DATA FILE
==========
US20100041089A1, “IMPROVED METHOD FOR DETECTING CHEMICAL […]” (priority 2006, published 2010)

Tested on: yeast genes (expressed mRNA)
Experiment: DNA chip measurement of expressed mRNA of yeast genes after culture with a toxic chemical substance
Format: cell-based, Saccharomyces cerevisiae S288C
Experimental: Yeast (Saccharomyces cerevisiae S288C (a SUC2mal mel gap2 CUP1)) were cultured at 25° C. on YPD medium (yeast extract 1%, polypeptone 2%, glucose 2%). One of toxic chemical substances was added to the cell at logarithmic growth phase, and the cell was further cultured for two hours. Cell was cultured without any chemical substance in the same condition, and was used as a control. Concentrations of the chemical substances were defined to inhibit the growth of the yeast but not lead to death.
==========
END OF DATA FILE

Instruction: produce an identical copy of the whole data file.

US20100041089A1, “IMPROVED METHOD FOR DETECTING CHEMICAL […]” (priority 2006, published 2010)

Tested on: yeast genes (expressed mRNA)
Experiment: DNA chip measurement of expressed mRNA of yeast genes after culture with a toxic chemical substance
Format: cell-based, Saccharomyces cerevisiae S288C
Experimental: Yeast (Saccharomyces cerevisiae S288C (a SUC2mal mel gap2 CUP1)) were cultured at 25° C. on YPD medium (yeast extract 1%, polypeptone 2%, glucose 2%). One of toxic chemical substances was added to the cell at logarithmic growth phase, and the cell was further cultured for two hours. Cell was cultured without any chemical substance in the same condition, and was used as a control. Concentrations of the chemical substances were defined to inhibit the growth of the yeast but not lead to death.